A peace conference between the two factions was arranged, where worker’s delegates signed a treaty vowing not to interfere with any worker on the line and to confess those who broke the treaty or began a riot.
A Hagerstown, Maryland newspaper reported:
"Whereas great commotions and divers riotous acts have resulted from certain misunderstandings, and alleged grievances, mutually urged -by two parties of labourers and mechanics engaged on the line of the Chesapeake and Ohio Canal, and natives of Ireland; the one commonly known as the Longford men, the other as the Corkonians and whereas it has been found that these riotous acts are calculated to disturb the public peace, without being in the least beneficial to the parties opposed to each other, but on the contrary is productive of great injury and distress to the workmen and their families. [...continued below]
Therefore, we the undersigned, representatives of each party, have agreed, and do pledge ourselves to support and carry into effect the following terms of agreement:—
We agree for ourselves, that we will not, either individually or collectively, interrupt or suffer to be interrupted in our presence, any person engaged on the line of the Canal, for or on account of any local difference, or national prejudice and that we will use our influence to destroy all these matters of difference growing out of this distinction of parties, known as Corkonians and Longfords; and we further agree and pledge ourselves in the most solemn manner, to inform on and bring to justice any person, or persons, who may break the pledge contained in this agreement, either by interrupting any person passing along or near the line of Canal, or by secretly counselling, or assisting any person, or persons, who may endeavour to excite riotous conduct among the above parties; and we further bind ourselves to the State of Maryland, each in the sum of twenty dollars —to keep the peace towards each other, as well as towards the citizens of the State. In witness whereof, we have hereunto signed our names, at Williamsport, this twenty-seventh day of January, eighteen hundred and thirty-four.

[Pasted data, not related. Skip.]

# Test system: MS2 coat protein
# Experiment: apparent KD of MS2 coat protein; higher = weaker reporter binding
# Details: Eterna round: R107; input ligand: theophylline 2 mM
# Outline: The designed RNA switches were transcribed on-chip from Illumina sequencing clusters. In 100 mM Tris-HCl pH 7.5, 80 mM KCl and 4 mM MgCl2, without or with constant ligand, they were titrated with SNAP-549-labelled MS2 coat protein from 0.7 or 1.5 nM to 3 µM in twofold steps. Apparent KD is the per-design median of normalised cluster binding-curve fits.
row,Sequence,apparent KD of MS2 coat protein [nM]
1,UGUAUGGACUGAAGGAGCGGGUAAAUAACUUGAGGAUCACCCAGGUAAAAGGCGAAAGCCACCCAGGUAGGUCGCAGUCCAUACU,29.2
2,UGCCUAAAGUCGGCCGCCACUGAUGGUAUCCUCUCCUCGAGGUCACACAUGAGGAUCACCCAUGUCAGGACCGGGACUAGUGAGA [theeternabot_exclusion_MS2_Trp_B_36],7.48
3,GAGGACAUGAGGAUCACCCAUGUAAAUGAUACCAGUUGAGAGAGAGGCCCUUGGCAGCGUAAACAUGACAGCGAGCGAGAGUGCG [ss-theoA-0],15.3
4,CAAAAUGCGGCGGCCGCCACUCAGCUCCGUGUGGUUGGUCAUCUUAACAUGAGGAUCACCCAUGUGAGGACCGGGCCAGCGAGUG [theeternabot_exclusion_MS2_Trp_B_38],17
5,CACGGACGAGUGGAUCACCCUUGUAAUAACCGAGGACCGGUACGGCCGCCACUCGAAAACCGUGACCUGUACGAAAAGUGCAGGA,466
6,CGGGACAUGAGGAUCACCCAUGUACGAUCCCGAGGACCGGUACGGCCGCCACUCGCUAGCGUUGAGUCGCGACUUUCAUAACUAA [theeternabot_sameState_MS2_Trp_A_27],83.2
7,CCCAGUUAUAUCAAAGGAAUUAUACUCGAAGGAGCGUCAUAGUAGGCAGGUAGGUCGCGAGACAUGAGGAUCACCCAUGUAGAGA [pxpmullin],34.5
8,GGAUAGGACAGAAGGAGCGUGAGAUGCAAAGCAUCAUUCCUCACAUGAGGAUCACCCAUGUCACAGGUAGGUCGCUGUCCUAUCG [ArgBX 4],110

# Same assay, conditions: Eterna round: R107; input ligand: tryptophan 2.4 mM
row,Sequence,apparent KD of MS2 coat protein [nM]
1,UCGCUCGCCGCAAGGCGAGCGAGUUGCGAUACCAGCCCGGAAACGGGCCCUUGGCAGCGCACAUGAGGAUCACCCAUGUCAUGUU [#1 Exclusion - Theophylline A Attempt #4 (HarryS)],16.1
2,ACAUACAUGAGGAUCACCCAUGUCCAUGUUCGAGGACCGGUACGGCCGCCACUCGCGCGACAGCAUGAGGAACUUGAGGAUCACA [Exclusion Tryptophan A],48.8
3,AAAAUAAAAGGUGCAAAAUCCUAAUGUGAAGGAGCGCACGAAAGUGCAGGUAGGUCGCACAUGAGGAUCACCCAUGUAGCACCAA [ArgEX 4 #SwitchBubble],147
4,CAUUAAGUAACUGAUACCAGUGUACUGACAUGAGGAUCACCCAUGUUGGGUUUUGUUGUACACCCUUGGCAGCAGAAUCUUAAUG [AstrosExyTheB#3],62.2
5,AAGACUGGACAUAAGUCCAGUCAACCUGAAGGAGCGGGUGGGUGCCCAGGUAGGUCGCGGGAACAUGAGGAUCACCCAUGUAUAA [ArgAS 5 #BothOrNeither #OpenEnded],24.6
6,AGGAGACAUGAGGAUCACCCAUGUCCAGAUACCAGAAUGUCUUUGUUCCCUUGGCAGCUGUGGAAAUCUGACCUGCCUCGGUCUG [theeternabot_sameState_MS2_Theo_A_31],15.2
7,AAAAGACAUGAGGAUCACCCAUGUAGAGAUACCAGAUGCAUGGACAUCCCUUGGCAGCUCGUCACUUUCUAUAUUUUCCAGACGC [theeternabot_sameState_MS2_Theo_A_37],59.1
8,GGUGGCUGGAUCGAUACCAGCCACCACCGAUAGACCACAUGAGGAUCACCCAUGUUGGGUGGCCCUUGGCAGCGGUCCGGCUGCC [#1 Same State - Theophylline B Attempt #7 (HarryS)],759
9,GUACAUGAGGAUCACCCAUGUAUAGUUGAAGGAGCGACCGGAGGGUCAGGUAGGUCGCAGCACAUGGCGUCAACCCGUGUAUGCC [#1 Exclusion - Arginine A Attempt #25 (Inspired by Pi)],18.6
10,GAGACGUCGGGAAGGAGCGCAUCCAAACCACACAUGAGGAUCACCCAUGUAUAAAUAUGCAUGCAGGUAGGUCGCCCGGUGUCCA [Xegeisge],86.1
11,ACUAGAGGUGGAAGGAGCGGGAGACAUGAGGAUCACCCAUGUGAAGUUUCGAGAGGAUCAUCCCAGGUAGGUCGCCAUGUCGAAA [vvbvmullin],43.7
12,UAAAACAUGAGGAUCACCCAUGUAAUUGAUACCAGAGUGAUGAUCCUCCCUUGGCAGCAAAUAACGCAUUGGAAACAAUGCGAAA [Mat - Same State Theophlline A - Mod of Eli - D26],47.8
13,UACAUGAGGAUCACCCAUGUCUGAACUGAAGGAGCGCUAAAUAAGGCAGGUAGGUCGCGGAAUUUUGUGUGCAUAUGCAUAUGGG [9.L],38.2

Timothy Kelley, Michael Tracy, William O' Brien, Thomas Mckey, Michael Collins, James Riley, John Bernes, Daniel Murry, Thomas Bennett, Murty Dempsey, Michael Driscoll, James Carroll, Jeremiah Donevan, Thos. Cunningham, John Namack, Bathu. S. McMade, Garret Donahue, James Clarke, Patrick McDonald, Michael Kain, James Slaman, Pat Purcell, John O'Brien, William Moloney, William Brown, Thomas Hill, Peter Conner
Signed before us two Justices of the Peace in and for Washington County and State of Maryland, this 27th day of January, 1834 CHARLES HESLETINE, WILLIAM BOULLT."
The Mail, Hagerstown Md. 07 Feb 1834.
In March of 1834, the company's unstable financial situation was somewhat alleviated. The State of Maryland purchased additional stock in the canal, creating a slight influx of cash that allowed the company to pay off many of their contractors. This influx of capital slowly trickled down to the workers, allowing their wages to be paid.
For a very short time, a form of peace could be found on the canal. Unfortunately, peace was short lived and the peace treaty quickly forgotten. In the period of time between February, 1834 and August, 1839, at least 5 armed conflicts of great magnitude materialized.
One of these faction wars took place near Point of Rocks, Maryland, and brought with it an attack on German workers. The battle, calmed by the militia, ended with a fatality count of about three workers.
In February, 1835 operations were halted for 15 days when laborers went on strike in an attempt to obtain higher wages. The cavalry and a number of riflemen disbanded the strike, forcing canalwers back to work.
In January 1836, at Clear Spring, Maryland, Corkonians and Farndowners battled over territory, leaving two shanties burned to the ground and many of the warriors severely wounded.
During the spring of 1836, German and native workers were driven from the line, interrupting work until the offenders were removed. Several contractors used strikebreakers (scab labor) in a dire attempt to keep as much construction moving as possible. Later in 1836, this practice made these contractors secret society targets.